Fox terriers were bred for foxhunting, but not on foot. After the much bigger, no-relation foxhounds (with their floppy ears and waving tails) had driven the fox to earth, the F.T. would be handed down from a bag or basket on the Master of Hounds’ saddle and would instantly dig out the poor beast. Foxhunting has pretty much been abolished now, even in England, but more than one owner of the breed must have noticed that somewhere along the line fox terriers—with their long faces, straight front legs, and pricked ears—had been selectively bred to look a lot like horses. The young incumbent at my house, Andy (above), has yet to encounter a fox or a horse, but doesn’t seem to mind. My son, noting his unusual patching, thinks he looks a lot like a cow.
Jack Russell terriers are the wildly popular, intense short-legged cutesters now probably visible (and audible) on a taut leash in your apartment lobby or around the nearest shopping mall. Fox T.’s, which come in the smooth or wire-haired model, are taller and narrower, and, by a fraction, more staid. Though probably outnumbered by Jacks just now, they are the older, more established breed; one version of Jack Russells, a country cousin, was developed in the eighteenth century by a British divine who gave the breed its official moniker, the Parson Russell Terrier. The American Fox Terrier Club was founded in 1885; the Jack Russell Terrier Club of America in 1976. I grew up in close proximity to dogs, but the first time I ever heard of a Jack Russell or laid eyes on one was in 1965, when an old Boston friend of mine, Kornie Parson (yes), introduced me to a delightfully waggling football he’d just picked up on a business trip to England.
A smooth fox terrier, Ch. Warren Remedy, won the Best in Show award at the very first Westminster Kennel Club Dog Show, in 1907, and repeated in 1908 and again in ‘09. Between them, smooth and wire foxes have won seventeen Best in Shows at Westminster, more than any other breed (Scotties are second, with eight). The most famous fox terrier was Asta, a wire who stole scenes from William Powell and Myrna Loy in all those “Thin Man” movies in the nineteen-thirties and early forties, and the next-best probably Ch. Nornay Saddler, who won fifty-one Best in Show awards (then a record) between 1937 and 1940, but somehow never the top Westminster prize, and became the subject of the very first New Yorker dog Profile, written by E. J. Kahn, in 1940.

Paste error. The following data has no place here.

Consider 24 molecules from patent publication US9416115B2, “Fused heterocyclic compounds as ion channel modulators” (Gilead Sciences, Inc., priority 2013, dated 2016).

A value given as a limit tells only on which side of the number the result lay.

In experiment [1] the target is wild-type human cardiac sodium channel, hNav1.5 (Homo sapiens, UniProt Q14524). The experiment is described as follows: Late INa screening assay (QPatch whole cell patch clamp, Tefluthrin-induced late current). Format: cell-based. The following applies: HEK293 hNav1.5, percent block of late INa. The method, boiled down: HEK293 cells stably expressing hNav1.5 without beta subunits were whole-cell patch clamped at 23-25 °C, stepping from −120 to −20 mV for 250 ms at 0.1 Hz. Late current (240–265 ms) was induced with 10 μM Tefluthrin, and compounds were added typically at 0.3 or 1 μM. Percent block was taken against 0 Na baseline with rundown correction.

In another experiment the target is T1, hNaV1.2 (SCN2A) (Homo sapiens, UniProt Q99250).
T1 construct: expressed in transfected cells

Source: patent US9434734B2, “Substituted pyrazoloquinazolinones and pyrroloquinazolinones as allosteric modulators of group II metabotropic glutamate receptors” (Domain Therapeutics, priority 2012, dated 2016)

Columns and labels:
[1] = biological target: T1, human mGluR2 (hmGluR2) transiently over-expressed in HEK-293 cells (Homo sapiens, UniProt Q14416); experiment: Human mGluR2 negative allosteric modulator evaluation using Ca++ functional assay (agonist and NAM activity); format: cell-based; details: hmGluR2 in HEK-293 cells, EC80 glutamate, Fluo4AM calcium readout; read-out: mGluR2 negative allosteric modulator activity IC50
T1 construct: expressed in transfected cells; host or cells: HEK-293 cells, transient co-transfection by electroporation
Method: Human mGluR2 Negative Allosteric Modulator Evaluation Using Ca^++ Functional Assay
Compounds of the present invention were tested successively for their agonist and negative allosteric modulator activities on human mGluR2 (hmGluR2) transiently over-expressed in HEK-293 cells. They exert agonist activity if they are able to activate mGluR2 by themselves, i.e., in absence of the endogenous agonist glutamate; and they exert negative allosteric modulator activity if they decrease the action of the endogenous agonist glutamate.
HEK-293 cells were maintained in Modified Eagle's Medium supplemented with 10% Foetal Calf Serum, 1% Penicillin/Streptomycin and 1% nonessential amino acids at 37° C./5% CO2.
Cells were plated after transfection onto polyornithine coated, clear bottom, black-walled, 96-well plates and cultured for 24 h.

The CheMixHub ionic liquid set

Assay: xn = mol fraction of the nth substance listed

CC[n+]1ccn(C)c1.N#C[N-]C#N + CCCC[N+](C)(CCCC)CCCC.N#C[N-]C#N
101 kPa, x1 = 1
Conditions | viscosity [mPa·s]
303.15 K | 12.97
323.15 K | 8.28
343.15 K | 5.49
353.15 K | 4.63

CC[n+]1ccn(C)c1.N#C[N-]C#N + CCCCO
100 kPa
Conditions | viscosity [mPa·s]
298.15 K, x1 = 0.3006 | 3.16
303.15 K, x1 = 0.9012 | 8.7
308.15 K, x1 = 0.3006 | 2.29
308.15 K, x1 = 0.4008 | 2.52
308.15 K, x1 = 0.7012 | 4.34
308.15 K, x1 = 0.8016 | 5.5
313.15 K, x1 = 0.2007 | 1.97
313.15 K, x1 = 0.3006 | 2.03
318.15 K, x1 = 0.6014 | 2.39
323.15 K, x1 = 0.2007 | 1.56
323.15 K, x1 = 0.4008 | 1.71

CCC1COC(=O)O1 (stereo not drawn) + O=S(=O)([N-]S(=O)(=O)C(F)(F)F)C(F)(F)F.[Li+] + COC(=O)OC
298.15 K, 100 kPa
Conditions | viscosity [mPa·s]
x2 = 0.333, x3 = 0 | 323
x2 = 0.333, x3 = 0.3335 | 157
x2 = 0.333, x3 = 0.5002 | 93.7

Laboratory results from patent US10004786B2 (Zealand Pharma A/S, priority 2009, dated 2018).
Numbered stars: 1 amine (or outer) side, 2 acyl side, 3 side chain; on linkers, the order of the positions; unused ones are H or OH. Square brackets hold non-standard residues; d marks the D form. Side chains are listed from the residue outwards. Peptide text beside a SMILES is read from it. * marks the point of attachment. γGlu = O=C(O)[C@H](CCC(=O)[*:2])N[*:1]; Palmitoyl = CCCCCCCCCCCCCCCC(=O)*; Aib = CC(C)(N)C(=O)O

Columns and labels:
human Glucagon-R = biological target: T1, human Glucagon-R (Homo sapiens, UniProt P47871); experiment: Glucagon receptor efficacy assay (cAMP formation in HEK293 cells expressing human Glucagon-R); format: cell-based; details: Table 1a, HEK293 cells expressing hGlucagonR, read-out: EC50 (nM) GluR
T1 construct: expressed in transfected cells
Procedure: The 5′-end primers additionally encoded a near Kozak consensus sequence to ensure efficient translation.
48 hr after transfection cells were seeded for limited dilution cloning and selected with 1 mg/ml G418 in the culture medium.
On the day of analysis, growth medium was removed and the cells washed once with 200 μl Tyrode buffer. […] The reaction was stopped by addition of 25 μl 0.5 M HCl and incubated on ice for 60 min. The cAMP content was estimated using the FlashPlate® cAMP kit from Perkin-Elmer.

Dogs have been getting a lot of attention from colleagues of mine in the magazine lately, what with the selection from Susan Orlean’s book “Rin Tin Tin: The Life and the Legend,” which ran in the issue of August 29th, and Adam Gopnik’s Personal History, “Dog Story,” which recounts his recent conversion to the world of dogs, thanks to a charming Havanese named Butterscotch. My own claim to distinction in this arcane area began when my wife, Carol, took our fox terrier Willy out for a walk one morning in 1990, and encountered a fashion shoot in progress in Central Park: a photographer working with a chocolate-brown Lab and a tweeded-up male model for a Paul Stuart advertisement. When Carol and Willy came past again, on the way home, the photographer asked if he could please borrow our dog for a few minutes, and heartlessly made the switch. The resulting Paul Stuart ad ran in the issue of October 29th. My only disappointment was with Willy’s commission, which turned out not to be a fifteen-hundred-dollar Italian silk-Irish-tweed-mix jacket for his owner but a free copy of the Paul Stuart catalogue.
Is the RCA dog a Jack Russell Terrier?
What was the name of the RCA Victrola dog?
How old is Nipper the RCA dog?